For this study, 2000 families were randomly selected for study participation from the list of participants of the cash transfer program “Mais infância” such that all 48,000 families living in the study area are given the same probability of being included in the study. This number was obtained considering events with a prevalence of 5%, a type 1 error of 5%, and a precision of 1%, reaching an estimated 1643. This prevalence is lower than that found in our previous research of 9.4% of developmental delay and 24.7% risk of developmental delay [7]. Interviews were carried out by researchers trained explicitly for this purpose by the research coordination team, using a standardized electronic form to prevent possible input errors. In case of failure to contact a study participant after up to three attempts on three different days, the interviewers called the commercial establishments close to the informed addresses (such as grocery stores) in a last effort to reach the sampled participants. It is important to note that due to the poverty of the target population, an error is expected regarding selected households that will not answer the phone. If, after the attempts described above, the family is not found, it will be considered an absence from the study, which will be accounted for in the statistical analysis (more details in the topic of statistical analysis).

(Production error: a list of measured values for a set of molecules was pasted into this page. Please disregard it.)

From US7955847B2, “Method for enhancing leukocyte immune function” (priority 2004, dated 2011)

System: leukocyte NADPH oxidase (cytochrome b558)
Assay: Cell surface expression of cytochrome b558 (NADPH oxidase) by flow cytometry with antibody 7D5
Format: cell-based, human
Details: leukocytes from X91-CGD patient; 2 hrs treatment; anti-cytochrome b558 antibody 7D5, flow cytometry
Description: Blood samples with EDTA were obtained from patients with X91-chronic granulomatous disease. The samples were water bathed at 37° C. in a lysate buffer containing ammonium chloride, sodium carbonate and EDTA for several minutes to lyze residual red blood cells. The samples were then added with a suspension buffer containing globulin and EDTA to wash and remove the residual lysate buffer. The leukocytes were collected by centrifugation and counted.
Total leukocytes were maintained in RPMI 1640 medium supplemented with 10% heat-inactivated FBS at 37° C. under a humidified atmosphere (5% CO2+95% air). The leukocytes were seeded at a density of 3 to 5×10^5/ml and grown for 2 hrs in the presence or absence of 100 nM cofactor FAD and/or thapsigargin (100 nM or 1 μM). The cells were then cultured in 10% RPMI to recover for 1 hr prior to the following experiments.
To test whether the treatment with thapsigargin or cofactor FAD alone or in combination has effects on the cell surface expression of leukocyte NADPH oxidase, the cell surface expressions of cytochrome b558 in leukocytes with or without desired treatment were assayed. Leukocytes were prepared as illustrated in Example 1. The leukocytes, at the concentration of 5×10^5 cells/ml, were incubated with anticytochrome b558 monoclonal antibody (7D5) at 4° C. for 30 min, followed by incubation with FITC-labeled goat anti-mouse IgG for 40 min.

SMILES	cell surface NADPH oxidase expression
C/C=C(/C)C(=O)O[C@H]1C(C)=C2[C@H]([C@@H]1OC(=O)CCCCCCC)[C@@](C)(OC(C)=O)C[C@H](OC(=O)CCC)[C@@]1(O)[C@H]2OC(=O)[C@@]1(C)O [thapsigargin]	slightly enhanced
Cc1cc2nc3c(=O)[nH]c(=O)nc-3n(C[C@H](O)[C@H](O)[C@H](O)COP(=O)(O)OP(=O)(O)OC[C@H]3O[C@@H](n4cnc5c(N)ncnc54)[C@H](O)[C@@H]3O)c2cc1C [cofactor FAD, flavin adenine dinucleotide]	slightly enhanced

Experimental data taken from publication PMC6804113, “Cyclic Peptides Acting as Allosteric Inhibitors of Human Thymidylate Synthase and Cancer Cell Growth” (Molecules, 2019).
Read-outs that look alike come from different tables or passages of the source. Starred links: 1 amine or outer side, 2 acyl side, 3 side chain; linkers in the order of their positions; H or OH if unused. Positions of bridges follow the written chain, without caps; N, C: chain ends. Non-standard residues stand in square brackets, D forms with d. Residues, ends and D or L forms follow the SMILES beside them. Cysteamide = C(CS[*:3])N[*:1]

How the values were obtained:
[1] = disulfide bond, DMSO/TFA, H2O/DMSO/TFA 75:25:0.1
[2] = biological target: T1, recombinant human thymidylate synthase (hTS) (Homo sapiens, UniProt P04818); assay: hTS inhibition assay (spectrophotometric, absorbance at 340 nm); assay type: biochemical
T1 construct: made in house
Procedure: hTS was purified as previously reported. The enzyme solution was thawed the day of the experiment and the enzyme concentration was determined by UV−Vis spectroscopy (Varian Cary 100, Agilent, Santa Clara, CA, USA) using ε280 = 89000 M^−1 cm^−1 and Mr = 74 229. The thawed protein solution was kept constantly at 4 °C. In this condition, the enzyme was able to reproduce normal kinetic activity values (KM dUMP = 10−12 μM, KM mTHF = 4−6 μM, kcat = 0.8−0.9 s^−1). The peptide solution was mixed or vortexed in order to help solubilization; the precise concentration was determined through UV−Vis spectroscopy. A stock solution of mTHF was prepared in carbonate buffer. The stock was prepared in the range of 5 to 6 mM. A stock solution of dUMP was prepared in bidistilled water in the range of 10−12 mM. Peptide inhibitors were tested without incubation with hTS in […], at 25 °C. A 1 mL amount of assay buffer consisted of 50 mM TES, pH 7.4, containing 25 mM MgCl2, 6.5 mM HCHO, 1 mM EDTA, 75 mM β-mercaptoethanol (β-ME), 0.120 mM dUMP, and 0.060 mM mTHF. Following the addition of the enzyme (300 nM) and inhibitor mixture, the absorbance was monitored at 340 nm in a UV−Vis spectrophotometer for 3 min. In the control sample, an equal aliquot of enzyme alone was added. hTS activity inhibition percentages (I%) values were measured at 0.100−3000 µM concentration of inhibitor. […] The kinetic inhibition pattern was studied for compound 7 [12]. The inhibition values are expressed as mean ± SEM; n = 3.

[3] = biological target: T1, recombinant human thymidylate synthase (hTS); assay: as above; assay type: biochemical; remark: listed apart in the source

2.1. Assessment Tools

To assess the children’s development status, the Ages and Stages Questionnaire version 3 was applied [12], which was validated in Portuguese (ASQ-BR) [13] and has been previously used for research studies in Brazil [14]. This questionnaire consists of a series of questionnaires divided into 20 different age ranges, which seek to evaluate children aged between 2 and 66 months (five and a half years). Five domains of child development are measured in the ASQ-BR subscales: communication, gross motor coordination, fine motor coordination, problem-solving, and personal/social skills [12]. The interviewers were trained for 20 h by medical professionals. This ASQ-BR has been validated for telephone data collection and was shown to have good reliability [15].
The mothers reported maternal educational attainment as the highest grade and/or degree obtained by the mother. This variable was categorized according to the traditional school levels in Brazil, considering graduation in Ensino Fundamental (Junior High School) school as the cut-off point: completion of junior high school (up to 8 years of schooling, 0–8 grades) and high school level (greater than 8 years of schooling, 9–11 grades) (22). This choice was made to ensure comparability with national and international data.